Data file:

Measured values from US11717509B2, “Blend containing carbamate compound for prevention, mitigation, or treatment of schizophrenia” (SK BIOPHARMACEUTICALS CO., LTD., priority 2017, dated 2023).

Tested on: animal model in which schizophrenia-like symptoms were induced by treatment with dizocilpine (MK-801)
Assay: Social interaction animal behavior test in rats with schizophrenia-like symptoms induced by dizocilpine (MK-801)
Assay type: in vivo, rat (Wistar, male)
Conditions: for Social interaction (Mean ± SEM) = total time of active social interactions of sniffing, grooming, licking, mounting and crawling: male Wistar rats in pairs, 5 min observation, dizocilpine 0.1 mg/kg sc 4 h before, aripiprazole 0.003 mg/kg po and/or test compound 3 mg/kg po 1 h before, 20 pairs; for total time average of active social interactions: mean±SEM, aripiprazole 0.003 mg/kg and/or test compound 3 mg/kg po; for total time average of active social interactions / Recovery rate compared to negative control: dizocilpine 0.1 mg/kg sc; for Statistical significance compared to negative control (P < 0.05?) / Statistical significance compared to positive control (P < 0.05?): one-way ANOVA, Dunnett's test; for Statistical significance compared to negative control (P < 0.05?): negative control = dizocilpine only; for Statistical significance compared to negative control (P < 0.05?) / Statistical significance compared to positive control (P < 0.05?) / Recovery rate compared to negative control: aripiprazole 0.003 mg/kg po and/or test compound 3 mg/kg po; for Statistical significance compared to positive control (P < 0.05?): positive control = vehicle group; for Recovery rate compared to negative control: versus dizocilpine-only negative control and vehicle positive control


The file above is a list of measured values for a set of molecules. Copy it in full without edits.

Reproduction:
Measured values from US11717509B2, “Blend containing carbamate compound for prevention, mitigation, or treatment of schizophrenia” (SK BIOPHARMACEUTICALS CO., LTD., priority 2017, dated 2023).

Tested on: animal model in which schizophrenia-like symptoms were induced by treatment with dizocilpine (MK-801)
Assay: Social interaction animal behavior test in rats with schizophrenia-like symptoms induced by dizocilpine (MK-801)
Assay type: in vivo, rat (Wistar, male)
Conditions: for Social interaction (Mean ± SEM) = total time of active social interactions of sniffing, grooming, licking, mounting and crawling: male Wistar rats in pairs, 5 min observation, dizocilpine 0.1 mg/kg sc 4 h before, aripiprazole 0.003 mg/kg po and/or test compound 3 mg/kg po 1 h before, 20 pairs; for total time average of active social interactions: mean±SEM, aripiprazole 0.003 mg/kg and/or test compound 3 mg/kg po; for total time average of active social interactions / Recovery rate compared to negative control: dizocilpine 0.1 mg/kg sc; for Statistical significance compared to negative control (P < 0.05?) / Statistical significance compared to positive control (P < 0.05?): one-way ANOVA, Dunnett's test; for Statistical significance compared to negative control (P < 0.05?): negative control = dizocilpine only; for Statistical significance compared to negative control (P < 0.05?) / Statistical significance compared to positive control (P < 0.05?) / Recovery rate compared to negative control: aripiprazole 0.003 mg/kg po and/or test compound 3 mg/kg po; for Statistical significance compared to positive control (P < 0.05?): positive control = vehicle group; for Recovery rate compared to negative control: versus dizocilpine-only negative control and vehicle positive control